War: What Is It Good For?
January 8, 2012
Susannah Cahalan / The New York Post
From bombs to bombshells, what unlikely links between military technology and mainstream culture began in war? The military radar gave us the kitchen microwave. The expertise gained in building miniaturized moving parts for Raytheon's missile projects made it possible to create the Barbie Doll. And without a military-designed tripod camera and night-vision capabilities, there would have been no Paris Hilton sex tape.
Sex, Bombs and Burgers:
How War, Pornography and Fast Food Have Shaped Modern Technology
By Peter Nowak (Lyons Press)
Reviewed by Susannah Cahalan / The New York Post
NEW YORK (December 31, 2011) -- Thanks to the military, we'll always have Paris.
Yes, our troops are responsible for the rise of the reality television star, a new book claims. It all stems back to that green-washed 2004 home video, which featured hotel heiress Paris Hilton and then-boyfriend Rick Salomon in flagrante delicto. Without the sex tape, Paris would likely have remained in the society pages.
But, because of the military-designed tripod camera with its night-vision capabilities, Hilton became a household name.
When tech journalist Peter Nowak saw the infamous video, the first thing he thought about was the Gulf War. "While most viewers marveled at Paris', er, skills, I was interested in the technology being used behind the scenes. Welcome to the life of a nerd," Nowak writes.
This eureka moment -- from bombs to bombshells -- prompted Nowak to start digging further: What other unlikely creations began in war? Through his research, he found more bizarre links between military technology and mainstream items:
Dirty movies and new technologies have worked hand-in-hand for the last century, Nowak says. And most of these advances came out of military funding.
Paris Hilton's sex tape crystallizes the link between the sex industry and the military with two key devices: the hand-held camera and night vision.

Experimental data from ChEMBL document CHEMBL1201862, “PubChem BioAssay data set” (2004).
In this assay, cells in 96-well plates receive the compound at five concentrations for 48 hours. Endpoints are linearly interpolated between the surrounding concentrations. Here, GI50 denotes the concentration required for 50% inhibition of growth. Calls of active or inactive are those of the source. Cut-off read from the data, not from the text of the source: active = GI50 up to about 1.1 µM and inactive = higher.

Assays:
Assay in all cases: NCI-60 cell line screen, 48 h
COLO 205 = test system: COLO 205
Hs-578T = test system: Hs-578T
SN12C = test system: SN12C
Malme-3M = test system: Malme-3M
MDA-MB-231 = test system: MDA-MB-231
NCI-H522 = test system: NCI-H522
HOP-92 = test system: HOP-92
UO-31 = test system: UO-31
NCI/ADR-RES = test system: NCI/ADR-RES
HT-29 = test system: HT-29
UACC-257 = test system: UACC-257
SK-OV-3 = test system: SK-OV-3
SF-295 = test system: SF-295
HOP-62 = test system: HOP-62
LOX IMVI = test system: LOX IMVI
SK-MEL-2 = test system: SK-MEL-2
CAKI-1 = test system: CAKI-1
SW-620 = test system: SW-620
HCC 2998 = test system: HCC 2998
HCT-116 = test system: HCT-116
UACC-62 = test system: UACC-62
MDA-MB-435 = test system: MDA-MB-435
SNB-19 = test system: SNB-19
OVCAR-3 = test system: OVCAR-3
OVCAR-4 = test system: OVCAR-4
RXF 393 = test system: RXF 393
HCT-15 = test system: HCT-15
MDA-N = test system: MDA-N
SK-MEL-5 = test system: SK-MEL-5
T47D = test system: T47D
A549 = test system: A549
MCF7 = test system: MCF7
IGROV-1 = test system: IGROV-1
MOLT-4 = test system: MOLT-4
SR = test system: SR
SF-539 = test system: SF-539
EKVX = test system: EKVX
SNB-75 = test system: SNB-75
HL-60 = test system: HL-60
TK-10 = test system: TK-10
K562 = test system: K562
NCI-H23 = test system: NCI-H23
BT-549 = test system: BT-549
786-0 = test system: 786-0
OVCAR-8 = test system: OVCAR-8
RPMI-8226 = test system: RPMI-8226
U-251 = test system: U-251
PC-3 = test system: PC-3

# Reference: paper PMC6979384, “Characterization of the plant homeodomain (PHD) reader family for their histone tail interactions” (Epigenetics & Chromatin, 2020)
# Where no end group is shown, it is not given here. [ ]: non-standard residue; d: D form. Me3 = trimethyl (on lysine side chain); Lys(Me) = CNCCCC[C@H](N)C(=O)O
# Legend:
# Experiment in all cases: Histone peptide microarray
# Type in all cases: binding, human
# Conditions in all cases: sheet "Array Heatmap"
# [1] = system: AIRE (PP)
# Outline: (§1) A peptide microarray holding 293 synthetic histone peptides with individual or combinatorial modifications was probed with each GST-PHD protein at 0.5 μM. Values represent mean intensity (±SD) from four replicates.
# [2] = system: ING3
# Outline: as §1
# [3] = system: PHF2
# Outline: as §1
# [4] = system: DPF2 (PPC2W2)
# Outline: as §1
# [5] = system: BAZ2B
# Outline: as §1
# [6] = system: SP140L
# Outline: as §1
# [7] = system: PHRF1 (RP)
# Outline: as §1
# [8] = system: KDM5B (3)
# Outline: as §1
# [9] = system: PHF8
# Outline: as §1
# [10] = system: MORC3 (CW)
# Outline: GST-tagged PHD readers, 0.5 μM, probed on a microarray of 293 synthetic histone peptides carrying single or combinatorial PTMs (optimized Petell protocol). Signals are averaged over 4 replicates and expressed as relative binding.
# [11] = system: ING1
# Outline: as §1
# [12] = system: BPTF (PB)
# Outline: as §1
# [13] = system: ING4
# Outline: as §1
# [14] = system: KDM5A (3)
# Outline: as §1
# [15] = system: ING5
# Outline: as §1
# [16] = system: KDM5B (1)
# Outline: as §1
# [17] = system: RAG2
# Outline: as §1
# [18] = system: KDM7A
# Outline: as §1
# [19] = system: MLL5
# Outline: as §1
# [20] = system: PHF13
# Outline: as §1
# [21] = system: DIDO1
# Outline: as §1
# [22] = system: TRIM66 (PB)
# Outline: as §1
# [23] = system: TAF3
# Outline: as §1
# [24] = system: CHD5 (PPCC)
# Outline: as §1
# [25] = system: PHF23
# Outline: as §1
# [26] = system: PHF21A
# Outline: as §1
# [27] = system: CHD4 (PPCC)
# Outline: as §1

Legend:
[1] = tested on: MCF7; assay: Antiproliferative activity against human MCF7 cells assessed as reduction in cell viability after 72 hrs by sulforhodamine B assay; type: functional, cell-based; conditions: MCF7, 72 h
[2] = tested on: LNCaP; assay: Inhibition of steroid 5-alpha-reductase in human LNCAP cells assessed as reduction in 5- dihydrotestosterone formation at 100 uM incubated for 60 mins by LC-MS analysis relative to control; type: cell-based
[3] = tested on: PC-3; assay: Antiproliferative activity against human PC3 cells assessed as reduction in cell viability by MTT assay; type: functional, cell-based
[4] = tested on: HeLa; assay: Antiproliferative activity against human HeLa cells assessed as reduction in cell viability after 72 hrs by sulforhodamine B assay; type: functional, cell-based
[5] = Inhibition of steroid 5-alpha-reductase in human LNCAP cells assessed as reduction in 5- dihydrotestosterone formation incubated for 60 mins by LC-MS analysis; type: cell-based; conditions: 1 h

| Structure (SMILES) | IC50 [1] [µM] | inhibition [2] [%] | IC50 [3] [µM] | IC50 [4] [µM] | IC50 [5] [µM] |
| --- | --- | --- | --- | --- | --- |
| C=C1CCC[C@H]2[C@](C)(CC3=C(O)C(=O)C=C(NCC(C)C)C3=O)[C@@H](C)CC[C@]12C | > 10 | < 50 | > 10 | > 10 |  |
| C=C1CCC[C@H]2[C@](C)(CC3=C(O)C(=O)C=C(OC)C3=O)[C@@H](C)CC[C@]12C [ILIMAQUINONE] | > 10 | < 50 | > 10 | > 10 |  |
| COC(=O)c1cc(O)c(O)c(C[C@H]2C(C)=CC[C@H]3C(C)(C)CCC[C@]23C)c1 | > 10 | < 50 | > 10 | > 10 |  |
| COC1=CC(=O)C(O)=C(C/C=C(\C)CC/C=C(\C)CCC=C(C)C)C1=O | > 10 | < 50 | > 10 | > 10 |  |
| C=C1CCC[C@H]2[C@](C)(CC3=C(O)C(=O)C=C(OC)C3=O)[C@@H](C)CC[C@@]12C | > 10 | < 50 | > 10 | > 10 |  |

Hand-held cameras were developed before World War II but weren't implemented until the war, when officers used video to record enemy forces, help train soldiers and offer morale-boosting propaganda.
After the war, when many of the directors were out of a gig, the independent-movie industry flourished -- including sex films.
In fact, Russ Meyer, credited as the father of the modern day porn industry and director of the sexploitation film "Faster, Pussycat! Kill! Kill!" was originally a videographer for Gen. George S. Patton.
Though not as groundbreaking as handheld cameras, the use of night vision, too, shows how important military technology is in pornography. Night vision, too, goes back to World War II, but it wasn't cheap and efficient enough to use on the ground until the Gulf War in 1990.
"A few years after that, it's even cheaper and now we have Paris Hilton using it in her sex video," Nowak writes.
The microwave began as a happy accident and an outgrowth of the unsung hero of World War II: radar.
After the blitzing of Britain by German planes, the UK made it a priority to develop some kind of detection system that could counteract the attacks. With the help of the US, they developed radar.
"It forced the Germans to cancel their invasion of the UK," Nowak tells The Post. "Some give more credit to radar than the atomic bomb as the war's most important invention."
But radar had little use in peacetime, until American engineer Percy Spencer found a melted bar of chocolate in his pocket while he was experimented with radar in his lab. Curious about its heating effects, he popped popcorn kernels and exploded an egg. He knew then that he had a hit on his hands, though it would take several years to perfect.
The first microwave oven, which was 600 pounds, 6 feet tall and cost around $34,000, was not feasible for mainstream cooking. But as developers made it smaller and more affordable (and when, in 1975, it finally could fit on a kitchen counter and cost under $500), it became as ubiquitous as the oven. Now 96% of American homes have one.
Mattel's Barbie was a direct result of "space-age military thinking."
Elliot Handler, Mattel owner, wanted to capitalize on the popularity of plastics during and after World War II and hoped to find someone with some engineering background to make his plastic toys sing. That person was war engineer Jack Ryan, who spent his career designing missiles for Raytheon, a defense contractor.
Ryan developed Barbie using new plastic molds that created a softer but more resilient doll. He also designed and patented new arms and legs that gave the doll greater flexibility.
"The expertise he had gained in building miniaturized moving parts for Raytheon's missile projects came in handy when designing the joints," Nowak writes.
It also worked to help make the doll better capable of dealing with rough play that "the forces of gravity, velocity and drag that missiles had to deal with," Nowak writes.
But Ryan's widely successful toy experiments didn't end with the best-selling doll of all time. Ryan also used his transistor experience to create a talking version of Barbie, called Chatty Cathy, which operated via a mini-phonograph in her stomach.
He also had a hand in creating Hot Wheels, the second-most successful toy ever, which was based on engineering principles of a real car with suspension systems, inner-wheel bearings and conical-shaped tires that reduced friction.
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